Trump extends Iran nuclear deal again

President Donald Trump is once again extending the Iran nuclear deal, but Trump will “terminate” the agreement unless Congress and European allies agree to strengthen it, Trump said in a statement Friday.

“This is a last chance,” Trump said. “In the absence of such an agreement, the United States will not again waive sanctions in order to stay in the Iran nuclear deal. And if at any time I judge that such an agreement is not within reach, I will withdraw from the deal immediately.”

The statement appears to set a mid-May deadline for the deal’s fate. That is when Trump must again choose, as he did Friday, whether to waive economic sanctions on Tehran. They were suspended by the Obama administration in July 2015 as part of the agreement negotiated with Iran and five other nations. Under the law, the president must decide whether to continue the waivers every 120 days.

The decision is an at least temporary victory for Trump’s national security team, which has spent months trying to persuade a president who has long denounced the nuclear deal that walking away from it would be a self-inflicted foreign policy calamity for the U.S.

But supporters of the deal are nervous about its prospects. Trump’s decision “keeps the deal on life-support for now but puts it on a path toward collapse,” said Philip Gordon, a former Obama national security official who advised Obama on the negotiations.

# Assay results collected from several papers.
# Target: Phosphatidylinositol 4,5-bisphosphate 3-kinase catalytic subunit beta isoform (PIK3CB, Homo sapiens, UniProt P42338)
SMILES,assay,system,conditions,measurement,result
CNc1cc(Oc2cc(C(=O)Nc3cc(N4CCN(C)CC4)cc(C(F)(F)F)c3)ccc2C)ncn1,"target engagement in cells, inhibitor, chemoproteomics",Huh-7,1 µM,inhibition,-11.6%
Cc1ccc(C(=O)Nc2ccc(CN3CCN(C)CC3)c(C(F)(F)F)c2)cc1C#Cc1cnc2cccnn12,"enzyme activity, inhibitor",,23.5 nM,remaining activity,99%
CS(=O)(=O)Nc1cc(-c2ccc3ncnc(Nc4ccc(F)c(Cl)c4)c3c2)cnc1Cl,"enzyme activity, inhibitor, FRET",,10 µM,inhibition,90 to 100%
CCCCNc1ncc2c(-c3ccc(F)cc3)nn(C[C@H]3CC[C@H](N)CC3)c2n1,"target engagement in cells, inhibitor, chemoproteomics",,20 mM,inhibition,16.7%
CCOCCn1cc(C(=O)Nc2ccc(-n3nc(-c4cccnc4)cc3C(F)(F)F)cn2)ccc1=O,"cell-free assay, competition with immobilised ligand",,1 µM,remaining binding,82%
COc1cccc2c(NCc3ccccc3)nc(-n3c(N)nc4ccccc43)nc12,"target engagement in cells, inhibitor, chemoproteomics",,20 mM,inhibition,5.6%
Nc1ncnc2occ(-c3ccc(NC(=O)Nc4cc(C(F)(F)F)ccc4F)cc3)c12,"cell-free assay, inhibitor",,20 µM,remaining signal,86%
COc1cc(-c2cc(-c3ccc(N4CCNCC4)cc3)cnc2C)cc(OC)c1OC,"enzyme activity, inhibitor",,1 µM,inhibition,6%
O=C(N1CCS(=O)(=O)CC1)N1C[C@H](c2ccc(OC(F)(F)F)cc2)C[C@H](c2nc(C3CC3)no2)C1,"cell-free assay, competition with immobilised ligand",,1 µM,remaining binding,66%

Officials said Trump is also targeting 14 Iranian individuals and entities with new sanctions unrelated to the nuclear deal. They include Iranian military cyber units and the head of Iran’s judiciary, Sadeq Larijani, whose brother is the speaker of Iran’s parliament. Larijani was named in response to Iran’s harsh repression of nationwide protests that erupted last month, administration officials said, and show that the sanctions “go to the top of the regime” and the the U.S. “is not going to tolerate the continued violation of the rights of their citizens.”

But Trump also expects Congress and European nations, with whom the White House has been negotiating new provisions to crack down on Tehran, to take action before he faces another deadline for extending the deal.

“No one should doubt my word,” Trump said in his statement. “I hereby call on key European countries to join with the United States in fixing significant flaws in the deal, countering Iranian aggression, and supporting the Iranian people. If other nations fail to act during this time, I will terminate our deal with Iran.”

Trump set out criteria for Congress to amend legislation it passed in 2015 governing the deal. They include provisions requiring “immediate” access to Iranian faciilities by international inspectors and an explicit declaration that the U.S. sees Iran’s long-range ballistic missile program and its nuclear program as “inseparable.”

For weeks, national security adviser H.R. McMaster has been negotiating potential new legislation with Senate Foreign Relations Committee Chairman Bob Corker (R-Tenn.) and Ben Cardin (D-Md.), so far to no avail.

In a statement, the ranking Democrat on the House Foreign Affairs Committee, Eliot Engel (D-NY), was skeptical about the prospects for a legislative fix.

“[W]e need to put to rest the canard that Congress can somehow unilaterally change the deal,” Engel said. “Any legislation that affects America’s adherence to the deal would make us the country walking away from our commitments. Like it or not, we need to uphold our end of the bargain so that we can hold Iran to its obligations and crack down on the regime’s other destabilizing activities.”


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